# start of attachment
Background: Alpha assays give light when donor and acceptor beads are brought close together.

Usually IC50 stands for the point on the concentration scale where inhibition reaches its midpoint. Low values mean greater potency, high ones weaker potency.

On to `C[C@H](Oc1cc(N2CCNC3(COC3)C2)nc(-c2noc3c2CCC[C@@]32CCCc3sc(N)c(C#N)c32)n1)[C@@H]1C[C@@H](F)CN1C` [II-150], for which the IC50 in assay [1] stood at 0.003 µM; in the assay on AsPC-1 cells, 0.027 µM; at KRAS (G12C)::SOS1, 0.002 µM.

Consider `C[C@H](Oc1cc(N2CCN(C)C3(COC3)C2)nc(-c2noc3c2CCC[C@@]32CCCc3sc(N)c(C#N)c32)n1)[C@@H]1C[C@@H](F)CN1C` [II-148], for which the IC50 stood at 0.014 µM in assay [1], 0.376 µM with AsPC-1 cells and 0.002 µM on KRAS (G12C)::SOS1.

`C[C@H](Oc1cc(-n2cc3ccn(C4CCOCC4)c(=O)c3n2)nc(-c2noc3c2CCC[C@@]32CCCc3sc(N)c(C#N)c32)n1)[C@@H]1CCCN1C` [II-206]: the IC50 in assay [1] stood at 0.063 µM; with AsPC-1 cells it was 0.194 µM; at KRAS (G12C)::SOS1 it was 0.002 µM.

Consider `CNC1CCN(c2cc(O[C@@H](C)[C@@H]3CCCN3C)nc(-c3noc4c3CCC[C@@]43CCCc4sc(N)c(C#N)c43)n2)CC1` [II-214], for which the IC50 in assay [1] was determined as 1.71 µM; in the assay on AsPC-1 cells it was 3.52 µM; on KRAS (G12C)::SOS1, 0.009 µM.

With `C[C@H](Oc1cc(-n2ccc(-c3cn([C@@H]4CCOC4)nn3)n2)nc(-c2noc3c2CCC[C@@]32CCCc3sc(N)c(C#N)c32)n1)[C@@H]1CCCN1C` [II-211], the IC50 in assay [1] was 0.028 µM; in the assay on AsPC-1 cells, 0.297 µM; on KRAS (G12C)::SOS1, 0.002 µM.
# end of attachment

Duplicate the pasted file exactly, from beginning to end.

Background: Alpha assays give light when donor and acceptor beads are brought close together.

Usually IC50 stands for the point on the concentration scale where inhibition reaches its midpoint. Low values mean greater potency, high ones weaker potency.

On to `C[C@H](Oc1cc(N2CCNC3(COC3)C2)nc(-c2noc3c2CCC[C@@]32CCCc3sc(N)c(C#N)c32)n1)[C@@H]1C[C@@H](F)CN1C` [II-150], for which the IC50 in assay [1] stood at 0.003 µM; in the assay on AsPC-1 cells, 0.027 µM; at KRAS (G12C)::SOS1, 0.002 µM.

Consider `C[C@H](Oc1cc(N2CCN(C)C3(COC3)C2)nc(-c2noc3c2CCC[C@@]32CCCc3sc(N)c(C#N)c32)n1)[C@@H]1C[C@@H](F)CN1C` [II-148], for which the IC50 stood at 0.014 µM in assay [1], 0.376 µM with AsPC-1 cells and 0.002 µM on KRAS (G12C)::SOS1.

`C[C@H](Oc1cc(-n2cc3ccn(C4CCOCC4)c(=O)c3n2)nc(-c2noc3c2CCC[C@@]32CCCc3sc(N)c(C#N)c32)n1)[C@@H]1CCCN1C` [II-206]: the IC50 in assay [1] stood at 0.063 µM; with AsPC-1 cells it was 0.194 µM; at KRAS (G12C)::SOS1 it was 0.002 µM.

Consider `CNC1CCN(c2cc(O[C@@H](C)[C@@H]3CCCN3C)nc(-c3noc4c3CCC[C@@]43CCCc4sc(N)c(C#N)c43)n2)CC1` [II-214], for which the IC50 in assay [1] was determined as 1.71 µM; in the assay on AsPC-1 cells it was 3.52 µM; on KRAS (G12C)::SOS1, 0.009 µM.

With `C[C@H](Oc1cc(-n2ccc(-c3cn([C@@H]4CCOC4)nn3)n2)nc(-c2noc3c2CCC[C@@]32CCCc3sc(N)c(C#N)c32)n1)[C@@H]1CCCN1C` [II-211], the IC50 in assay [1] was 0.028 µM; in the assay on AsPC-1 cells, 0.297 µM; on KRAS (G12C)::SOS1, 0.002 µM.